Palaeontologists Find The Gland Before Time In ‘Perfectly Preserved’ Dinosaur Butthole

Palaeontologists Find The Gland Before Time In ‘Perfectly Preserved’ Dinosaur Butthole

Scientists have discovered a preserved dinosaur butt so perfect that they have been able to tell it was used for just about everything – popping, peeing, laying eggs and getting busy. We simply must stan this all-purpose hole.

A perfectly preserved dinosaur butthole

Belonging to the Psittacosaurus, the cloacal vent (a less fun name for butthole) is said to be unique. In addition to being used for breeding and expelling its bowels, which is quite normal in land vertebrates, it also may have also been used for mating.

According to researchers, there seem to be two small bumps that they think could have been ‘musky scent glands’ used to attract the opposite sex.

This anamoical addition is said to be primarily found in members of the crocodile family.

A close-up of the cloaca, within an off-white coprolite at centre. (Image: Jakob Vinther)
A close-up of the cloaca, within an off-white coprolite at centre. (Image: Jakob Vinther)

According to Jakob Vinther, a paleobiologist at the University of Bristol, the Psittacosaurus’ has a “unique” anatomy. While it is similar to that of some crocodile species, he told Live Science that the dinosaur has “its own cloaca, shaped in its perfect, unique way.”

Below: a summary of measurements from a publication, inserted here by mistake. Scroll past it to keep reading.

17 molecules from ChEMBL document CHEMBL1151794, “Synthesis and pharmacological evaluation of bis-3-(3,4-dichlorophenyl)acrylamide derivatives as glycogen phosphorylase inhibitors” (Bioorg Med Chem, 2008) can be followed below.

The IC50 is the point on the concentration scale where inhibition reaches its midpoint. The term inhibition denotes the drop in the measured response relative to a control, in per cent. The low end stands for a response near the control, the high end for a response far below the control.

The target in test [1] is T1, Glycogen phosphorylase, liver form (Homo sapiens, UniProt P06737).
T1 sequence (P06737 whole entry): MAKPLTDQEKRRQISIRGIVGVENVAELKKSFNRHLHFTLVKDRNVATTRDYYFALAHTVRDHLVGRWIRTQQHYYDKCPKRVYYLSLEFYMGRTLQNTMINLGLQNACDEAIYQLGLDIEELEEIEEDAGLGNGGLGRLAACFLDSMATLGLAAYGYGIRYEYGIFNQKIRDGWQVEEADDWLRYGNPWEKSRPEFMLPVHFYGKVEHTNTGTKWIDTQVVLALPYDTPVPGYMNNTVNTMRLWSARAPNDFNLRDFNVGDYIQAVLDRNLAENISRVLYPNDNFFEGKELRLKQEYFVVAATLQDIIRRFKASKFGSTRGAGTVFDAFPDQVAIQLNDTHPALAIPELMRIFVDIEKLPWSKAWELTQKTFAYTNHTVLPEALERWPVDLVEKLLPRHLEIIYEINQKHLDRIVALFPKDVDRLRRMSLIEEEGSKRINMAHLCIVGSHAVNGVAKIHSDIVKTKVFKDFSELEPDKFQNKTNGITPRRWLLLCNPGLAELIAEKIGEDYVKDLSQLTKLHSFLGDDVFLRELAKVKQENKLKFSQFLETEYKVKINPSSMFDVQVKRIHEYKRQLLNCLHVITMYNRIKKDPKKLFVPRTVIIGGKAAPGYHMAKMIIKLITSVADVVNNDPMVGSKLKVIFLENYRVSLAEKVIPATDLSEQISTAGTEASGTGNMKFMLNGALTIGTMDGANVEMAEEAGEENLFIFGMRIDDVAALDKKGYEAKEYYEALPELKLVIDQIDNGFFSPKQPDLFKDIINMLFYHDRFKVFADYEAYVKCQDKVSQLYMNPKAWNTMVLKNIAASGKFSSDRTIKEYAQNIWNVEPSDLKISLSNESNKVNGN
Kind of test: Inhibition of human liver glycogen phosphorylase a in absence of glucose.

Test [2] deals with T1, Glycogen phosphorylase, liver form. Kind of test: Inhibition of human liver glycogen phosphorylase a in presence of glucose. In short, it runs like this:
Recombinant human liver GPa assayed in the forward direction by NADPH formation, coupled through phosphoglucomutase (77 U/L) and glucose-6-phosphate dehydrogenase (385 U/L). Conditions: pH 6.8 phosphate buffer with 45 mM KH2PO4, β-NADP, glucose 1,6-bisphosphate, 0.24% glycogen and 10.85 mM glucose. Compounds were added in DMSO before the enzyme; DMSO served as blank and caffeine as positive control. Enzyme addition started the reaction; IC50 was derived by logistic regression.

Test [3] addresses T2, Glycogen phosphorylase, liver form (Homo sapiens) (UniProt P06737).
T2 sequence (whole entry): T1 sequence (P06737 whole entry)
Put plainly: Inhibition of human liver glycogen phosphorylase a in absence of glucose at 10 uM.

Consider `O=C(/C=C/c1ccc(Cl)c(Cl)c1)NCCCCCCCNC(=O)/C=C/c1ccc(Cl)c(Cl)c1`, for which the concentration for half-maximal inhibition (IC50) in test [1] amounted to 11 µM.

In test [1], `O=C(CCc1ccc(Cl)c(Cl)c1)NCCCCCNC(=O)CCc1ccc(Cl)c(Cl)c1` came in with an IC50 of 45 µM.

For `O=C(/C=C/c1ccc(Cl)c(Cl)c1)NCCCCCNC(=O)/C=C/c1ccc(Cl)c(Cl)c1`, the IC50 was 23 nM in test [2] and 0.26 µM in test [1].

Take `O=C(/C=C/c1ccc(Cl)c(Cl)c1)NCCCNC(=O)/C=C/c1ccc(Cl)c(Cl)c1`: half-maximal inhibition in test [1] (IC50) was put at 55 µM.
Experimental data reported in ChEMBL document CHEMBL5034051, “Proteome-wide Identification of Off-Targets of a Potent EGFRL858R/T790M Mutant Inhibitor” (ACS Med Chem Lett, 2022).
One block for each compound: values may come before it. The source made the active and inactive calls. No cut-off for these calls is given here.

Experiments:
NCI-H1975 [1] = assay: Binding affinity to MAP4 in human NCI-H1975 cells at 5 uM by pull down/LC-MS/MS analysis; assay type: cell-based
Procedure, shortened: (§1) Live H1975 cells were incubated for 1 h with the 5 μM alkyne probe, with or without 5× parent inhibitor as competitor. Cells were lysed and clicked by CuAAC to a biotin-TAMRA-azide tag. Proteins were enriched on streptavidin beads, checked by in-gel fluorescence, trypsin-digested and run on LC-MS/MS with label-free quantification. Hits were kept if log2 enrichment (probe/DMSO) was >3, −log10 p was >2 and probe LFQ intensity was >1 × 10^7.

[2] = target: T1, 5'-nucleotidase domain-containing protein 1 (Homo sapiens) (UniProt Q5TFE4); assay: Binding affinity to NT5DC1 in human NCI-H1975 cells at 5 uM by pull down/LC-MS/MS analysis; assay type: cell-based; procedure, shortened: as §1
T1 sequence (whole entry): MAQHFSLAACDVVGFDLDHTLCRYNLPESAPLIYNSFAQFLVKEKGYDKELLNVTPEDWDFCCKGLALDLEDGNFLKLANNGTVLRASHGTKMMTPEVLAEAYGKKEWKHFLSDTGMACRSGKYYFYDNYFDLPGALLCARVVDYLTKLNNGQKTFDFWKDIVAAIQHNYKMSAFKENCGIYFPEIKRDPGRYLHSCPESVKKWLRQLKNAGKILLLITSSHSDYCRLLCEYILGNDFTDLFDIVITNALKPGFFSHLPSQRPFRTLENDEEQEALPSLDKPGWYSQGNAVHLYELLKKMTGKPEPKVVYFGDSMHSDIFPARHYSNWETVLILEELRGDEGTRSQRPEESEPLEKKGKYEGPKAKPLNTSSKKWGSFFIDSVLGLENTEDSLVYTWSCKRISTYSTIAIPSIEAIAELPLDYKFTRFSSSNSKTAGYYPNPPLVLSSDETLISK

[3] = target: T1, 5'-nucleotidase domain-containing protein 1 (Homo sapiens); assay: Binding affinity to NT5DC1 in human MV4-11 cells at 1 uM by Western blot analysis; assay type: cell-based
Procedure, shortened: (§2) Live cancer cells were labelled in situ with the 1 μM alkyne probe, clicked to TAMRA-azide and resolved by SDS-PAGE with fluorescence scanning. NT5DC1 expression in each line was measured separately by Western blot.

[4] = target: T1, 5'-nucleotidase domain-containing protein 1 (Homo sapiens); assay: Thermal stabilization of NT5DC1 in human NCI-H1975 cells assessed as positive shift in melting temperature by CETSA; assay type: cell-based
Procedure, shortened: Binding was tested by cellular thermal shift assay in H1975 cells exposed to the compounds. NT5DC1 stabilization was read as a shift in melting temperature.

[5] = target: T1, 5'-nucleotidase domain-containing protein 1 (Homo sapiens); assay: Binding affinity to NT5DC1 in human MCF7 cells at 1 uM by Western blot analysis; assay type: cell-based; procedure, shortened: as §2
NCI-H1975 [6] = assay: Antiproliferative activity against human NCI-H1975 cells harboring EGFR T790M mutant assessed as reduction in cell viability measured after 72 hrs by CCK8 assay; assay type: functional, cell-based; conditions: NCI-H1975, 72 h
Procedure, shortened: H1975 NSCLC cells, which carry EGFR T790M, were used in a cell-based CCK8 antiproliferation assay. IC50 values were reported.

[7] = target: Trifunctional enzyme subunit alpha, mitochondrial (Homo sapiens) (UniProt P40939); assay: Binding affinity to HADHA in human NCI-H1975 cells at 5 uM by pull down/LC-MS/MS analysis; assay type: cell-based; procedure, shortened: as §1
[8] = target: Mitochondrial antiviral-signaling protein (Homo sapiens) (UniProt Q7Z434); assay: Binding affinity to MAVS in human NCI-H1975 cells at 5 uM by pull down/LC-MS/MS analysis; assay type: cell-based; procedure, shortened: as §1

“Then, I got a chance to look at the specimen again, up close, and suddenly realized, ‘Oh my god, the cloaca is actually quite well preserved, and we can actually see some anatomy that I didn’t think we could see,” Vinther said.

“It’s like a Swiss Army knife of excretory openings. It does everything.”

The dinosaur fossil is from China, but it is currently housed in a Frankfurt museum. (Image: Jakob Vinther)
The dinosaur fossil is from China, but it is currently housed in a Frankfurt museum. (Image: Jakob Vinther)

Psittacosaurus, who is she?

The Psittacosaurus was a dinosaur that roamed the earth during the Cretaceous period. According to Live Science, it was the size of the Labrador, had a bristled tail and a horned face, making it a relation of the Triceratops.

Unfortunately scientists have not been able to tell whether this was a male or female due to the reproductive soft tissues not surviving.

However, we do know that the outside areas of the cloaca has a darker shade of melanin. There’s a couple of theories as to why. Firstly, that perhaps like the red butts of baboons, it could be a sign of sexual readiness.

Alternatively, it could have been there as antimicrobial protection, just like humans.

“We have melanin in certain parts of the body that never sees the light of day,” Vinther said to Live Science.

“Our liver is chock-full of melanin … because we don’t want microbial infections in these places.”

Apparently old mate Psittacosaurus was also full of something else. Scientists also found a present left by the dinosaur – a fossilised poop.